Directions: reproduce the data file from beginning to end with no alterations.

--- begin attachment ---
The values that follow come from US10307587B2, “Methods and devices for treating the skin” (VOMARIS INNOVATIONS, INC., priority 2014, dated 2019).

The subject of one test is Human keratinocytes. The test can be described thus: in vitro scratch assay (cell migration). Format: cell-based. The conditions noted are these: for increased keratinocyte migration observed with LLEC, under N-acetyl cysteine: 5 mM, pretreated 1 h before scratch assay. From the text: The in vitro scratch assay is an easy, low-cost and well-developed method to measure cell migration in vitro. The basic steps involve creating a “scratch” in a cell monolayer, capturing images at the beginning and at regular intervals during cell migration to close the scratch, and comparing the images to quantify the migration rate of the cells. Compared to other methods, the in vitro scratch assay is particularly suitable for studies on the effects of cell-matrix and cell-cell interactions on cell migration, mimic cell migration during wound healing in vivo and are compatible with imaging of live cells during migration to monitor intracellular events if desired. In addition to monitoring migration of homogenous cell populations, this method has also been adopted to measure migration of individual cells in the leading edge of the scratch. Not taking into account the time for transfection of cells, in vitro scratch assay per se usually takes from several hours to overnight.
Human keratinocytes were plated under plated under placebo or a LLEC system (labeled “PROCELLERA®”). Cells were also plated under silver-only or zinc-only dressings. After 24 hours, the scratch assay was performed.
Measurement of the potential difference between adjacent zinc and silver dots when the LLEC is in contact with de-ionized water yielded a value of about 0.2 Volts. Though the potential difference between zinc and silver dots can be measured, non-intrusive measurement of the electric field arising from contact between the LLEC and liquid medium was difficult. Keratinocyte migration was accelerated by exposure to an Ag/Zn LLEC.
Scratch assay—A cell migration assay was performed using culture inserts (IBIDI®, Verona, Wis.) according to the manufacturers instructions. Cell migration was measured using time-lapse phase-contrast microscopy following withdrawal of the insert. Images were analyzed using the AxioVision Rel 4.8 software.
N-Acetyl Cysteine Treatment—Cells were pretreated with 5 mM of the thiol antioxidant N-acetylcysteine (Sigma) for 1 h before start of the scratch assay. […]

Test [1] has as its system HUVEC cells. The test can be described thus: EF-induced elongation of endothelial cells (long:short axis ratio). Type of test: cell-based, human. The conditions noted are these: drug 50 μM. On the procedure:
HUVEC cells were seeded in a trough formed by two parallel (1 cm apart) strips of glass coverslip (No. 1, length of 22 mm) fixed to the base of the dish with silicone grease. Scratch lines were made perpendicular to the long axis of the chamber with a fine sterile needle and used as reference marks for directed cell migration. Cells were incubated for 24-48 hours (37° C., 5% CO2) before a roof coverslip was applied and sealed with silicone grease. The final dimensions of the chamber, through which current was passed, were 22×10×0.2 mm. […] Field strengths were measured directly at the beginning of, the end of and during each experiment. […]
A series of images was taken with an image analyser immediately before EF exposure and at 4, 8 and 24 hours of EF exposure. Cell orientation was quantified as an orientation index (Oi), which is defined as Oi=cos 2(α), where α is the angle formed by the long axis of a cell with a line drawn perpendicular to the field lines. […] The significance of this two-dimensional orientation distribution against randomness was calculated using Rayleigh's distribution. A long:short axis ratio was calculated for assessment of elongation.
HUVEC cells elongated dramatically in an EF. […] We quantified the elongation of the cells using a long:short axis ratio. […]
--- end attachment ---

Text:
The values that follow come from US10307587B2, “Methods and devices for treating the skin” (VOMARIS INNOVATIONS, INC., priority 2014, dated 2019).

The subject of one test is Human keratinocytes. The test can be described thus: in vitro scratch assay (cell migration). Format: cell-based. The conditions noted are these: for increased keratinocyte migration observed with LLEC, under N-acetyl cysteine: 5 mM, pretreated 1 h before scratch assay. From the text: The in vitro scratch assay is an easy, low-cost and well-developed method to measure cell migration in vitro. The basic steps involve creating a “scratch” in a cell monolayer, capturing images at the beginning and at regular intervals during cell migration to close the scratch, and comparing the images to quantify the migration rate of the cells. Compared to other methods, the in vitro scratch assay is particularly suitable for studies on the effects of cell-matrix and cell-cell interactions on cell migration, mimic cell migration during wound healing in vivo and are compatible with imaging of live cells during migration to monitor intracellular events if desired. In addition to monitoring migration of homogenous cell populations, this method has also been adopted to measure migration of individual cells in the leading edge of the scratch. Not taking into account the time for transfection of cells, in vitro scratch assay per se usually takes from several hours to overnight.
Human keratinocytes were plated under plated under placebo or a LLEC system (labeled “PROCELLERA®”). Cells were also plated under silver-only or zinc-only dressings. After 24 hours, the scratch assay was performed.
Measurement of the potential difference between adjacent zinc and silver dots when the LLEC is in contact with de-ionized water yielded a value of about 0.2 Volts. Though the potential difference between zinc and silver dots can be measured, non-intrusive measurement of the electric field arising from contact between the LLEC and liquid medium was difficult. Keratinocyte migration was accelerated by exposure to an Ag/Zn LLEC.
Scratch assay—A cell migration assay was performed using culture inserts (IBIDI®, Verona, Wis.) according to the manufacturers instructions. Cell migration was measured using time-lapse phase-contrast microscopy following withdrawal of the insert. Images were analyzed using the AxioVision Rel 4.8 software.
N-Acetyl Cysteine Treatment—Cells were pretreated with 5 mM of the thiol antioxidant N-acetylcysteine (Sigma) for 1 h before start of the scratch assay. […]

Test [1] has as its system HUVEC cells. The test can be described thus: EF-induced elongation of endothelial cells (long:short axis ratio). Type of test: cell-based, human. The conditions noted are these: drug 50 μM. On the procedure:
HUVEC cells were seeded in a trough formed by two parallel (1 cm apart) strips of glass coverslip (No. 1, length of 22 mm) fixed to the base of the dish with silicone grease. Scratch lines were made perpendicular to the long axis of the chamber with a fine sterile needle and used as reference marks for directed cell migration. Cells were incubated for 24-48 hours (37° C., 5% CO2) before a roof coverslip was applied and sealed with silicone grease. The final dimensions of the chamber, through which current was passed, were 22×10×0.2 mm. […] Field strengths were measured directly at the beginning of, the end of and during each experiment. […]
A series of images was taken with an image analyser immediately before EF exposure and at 4, 8 and 24 hours of EF exposure. Cell orientation was quantified as an orientation index (Oi), which is defined as Oi=cos 2(α), where α is the angle formed by the long axis of a cell with a line drawn perpendicular to the field lines. […] The significance of this two-dimensional orientation distribution against randomness was calculated using Rayleigh's distribution. A long:short axis ratio was calculated for assessment of elongation.
HUVEC cells elongated dramatically in an EF. […] We quantified the elongation of the cells using a long:short axis ratio. […]